July Monarchy

After the revolution, Mauguin participated in the chamber in the discussion of the new Charter, but he did not stay in accord with the July Monarchy for long. He became, in competition with his rival Odilon Barrot, one of the recognized leaders of the opposition to the dynasty. The chamber named Mauguin one of the commissioners, along with Thomas Bérenger and Joseph Madier de Montjau, who interrogated the former ministers of Charles X at the Château de Vincennes. The process attracted much public notice. During the trial Mauguin was thwarted by his colleagues. A contemporary said they resented his thinly concealed arrogance.[2]

Mauguin was repeatedly reelected deputy for Beaune on 5 July 1831, 21 June 1834, 4 November 1837, 9 July 1842 and 1 August 1846. In the new chamber, Mauguin became the center of the military party, supported by General Lamarque, in favor of military intervention in the Mediterranean, in Europe and further afield. In a vigorous speech in the chamber on 13 November 1831 he said that France should not be chained by the treaties of 1814, and supported action in Belgium and Spain. After the death of General Lamarque his interest turned to the colonies, where he surprised the democrats by his support for the French settlers and opposition to abolition of slavery. His unpredictable opinions lost him friends, and he became isolated in the chamber. In the last years of the July Monarchy his views seem to have changed, and he became a supporter of the Franco-Russian alliance.[2]

Second Republic and Second Empire

With the February Revolution of 1848 Mauguin lost much of his influence. He was accused of having become involved in dubious speculations, of having made unexplained use of secret funds for the colonies, and of having privately bought the journal Commerce and then resold it to Prince Louis Bonaparte. He was reelected on 23 April 1848 as Representative in the Constituent Assembly for Côte-d'Or. He was a member of the Foreign Affairs Committee and was appointed rapporteur of the Committee on Taxation of beverages, which he favored abolishing. He generally voted with the right. He supported the expedition to Rome in which the short-lived Roman Republic was suppressed and Pope Pius IX was restored to his temporal powers. Mauguin was reelected to the Legislative Assembly for Côte-d'Or on 13 May 1849. He took an active role in the chamber, especially with regard to foreign affairs.[2]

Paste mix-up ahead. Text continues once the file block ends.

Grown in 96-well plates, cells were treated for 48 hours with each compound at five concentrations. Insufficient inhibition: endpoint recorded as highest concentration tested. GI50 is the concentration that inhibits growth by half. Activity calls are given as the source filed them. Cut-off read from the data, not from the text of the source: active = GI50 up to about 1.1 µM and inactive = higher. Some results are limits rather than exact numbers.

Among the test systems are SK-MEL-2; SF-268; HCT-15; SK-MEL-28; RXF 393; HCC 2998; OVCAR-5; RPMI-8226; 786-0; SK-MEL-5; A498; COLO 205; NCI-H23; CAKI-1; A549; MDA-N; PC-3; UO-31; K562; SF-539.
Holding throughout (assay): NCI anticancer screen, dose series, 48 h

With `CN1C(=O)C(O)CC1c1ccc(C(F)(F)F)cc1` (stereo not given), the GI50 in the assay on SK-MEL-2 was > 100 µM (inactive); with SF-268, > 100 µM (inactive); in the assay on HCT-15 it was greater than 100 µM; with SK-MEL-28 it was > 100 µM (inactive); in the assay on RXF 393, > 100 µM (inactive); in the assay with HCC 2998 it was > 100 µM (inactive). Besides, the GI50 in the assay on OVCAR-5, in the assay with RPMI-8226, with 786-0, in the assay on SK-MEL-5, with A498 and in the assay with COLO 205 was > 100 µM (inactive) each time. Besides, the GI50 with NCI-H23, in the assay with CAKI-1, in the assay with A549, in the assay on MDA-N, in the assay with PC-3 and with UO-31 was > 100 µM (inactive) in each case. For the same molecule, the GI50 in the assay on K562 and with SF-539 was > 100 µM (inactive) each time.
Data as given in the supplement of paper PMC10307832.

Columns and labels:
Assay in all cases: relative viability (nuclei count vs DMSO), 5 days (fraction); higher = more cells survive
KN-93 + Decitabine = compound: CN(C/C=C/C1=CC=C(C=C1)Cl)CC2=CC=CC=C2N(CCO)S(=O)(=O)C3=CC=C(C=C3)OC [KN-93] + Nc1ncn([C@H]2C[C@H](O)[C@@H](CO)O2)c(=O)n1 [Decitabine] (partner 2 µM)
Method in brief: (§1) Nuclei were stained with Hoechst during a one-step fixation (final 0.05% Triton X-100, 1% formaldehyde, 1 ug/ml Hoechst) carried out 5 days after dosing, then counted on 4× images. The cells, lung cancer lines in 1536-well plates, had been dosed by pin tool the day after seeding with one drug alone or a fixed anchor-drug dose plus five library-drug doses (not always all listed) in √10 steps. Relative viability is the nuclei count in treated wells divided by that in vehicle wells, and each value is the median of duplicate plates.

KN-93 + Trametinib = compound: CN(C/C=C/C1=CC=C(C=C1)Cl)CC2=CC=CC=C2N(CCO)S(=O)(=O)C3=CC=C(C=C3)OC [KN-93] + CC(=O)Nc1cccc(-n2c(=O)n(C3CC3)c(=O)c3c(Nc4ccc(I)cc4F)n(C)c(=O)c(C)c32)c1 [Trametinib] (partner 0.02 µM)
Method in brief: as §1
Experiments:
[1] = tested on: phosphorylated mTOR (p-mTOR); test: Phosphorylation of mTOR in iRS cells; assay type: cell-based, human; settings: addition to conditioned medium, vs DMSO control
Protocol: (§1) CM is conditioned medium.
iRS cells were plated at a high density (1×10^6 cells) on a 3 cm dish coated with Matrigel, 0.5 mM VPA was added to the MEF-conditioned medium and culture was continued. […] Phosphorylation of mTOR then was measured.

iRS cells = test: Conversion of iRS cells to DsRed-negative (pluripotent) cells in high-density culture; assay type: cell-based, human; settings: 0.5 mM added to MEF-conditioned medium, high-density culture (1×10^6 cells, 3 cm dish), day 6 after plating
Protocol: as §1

On 27 December 1850, when a creditor was prosecuting him, Mauguin was arrested and taken to the prison in the rue de Clichy, where he was held by a decision of the Civil Court of the Seine. The Assembly was outraged by this violation of the immunity of its members, and passed a resolution to have a line battalion force his release. After the coup of 2 December 1851 Mauguin returned to private life. He retired to live with his daughter, the Countess of Rochefort.[2] He died at Saumur, Maine-et-Loire, on 4 June 1854.[1] His nephew, Alexandre Mauguin, was deputy, then senator of Algeria between 1881 and 1894.[4][5]



  • Mohamed-Gaillard, Sarah; Romo-Navarette, Maria (2005), Des français outre-mer: une approche prosopographique au service de l'histoire contemporaine, Presses Paris Sorbonne, ISBN 978-2-84050-368-2, retrieved 2018-04-05
  • Muel, Léon (1891). Gouvernements, ministères et constitutions de la France depuis cent ans: Précis historique des révolutions, des crises ministérielles et gouvernementales, et des changements de constitutions de la France depuis 1789 jusqu'en 1890 ... Marchal et Billard. Retrieved 22 March 2014.CS1 maint: ref=harv (link)
  • Robert, Adolphe; Couchy, Gaston (1891). "MAUGUIN (François)" (PDF). Dictionnaire des Parlementaires Français comprenant tous les membres des Assemblées Françaises et tous les Ministres Français depuis le 1er mai 1789 jusqu'au 1er mai 1889. 4. Bourloton. Retrieved 2014-05-02.CS1 maint: ref=harv (link)
  • Robert, Adolphe; Cougny, Gaston (1889–1891b), "MAUGUIN (ALEXANDRE)", in Edgar Bourloton (ed.), Dictionnaire des Parlementaires français (1789–1889) (in French), retrieved 2018-04-05
This page was last edited on 13 January 2021, at 14:30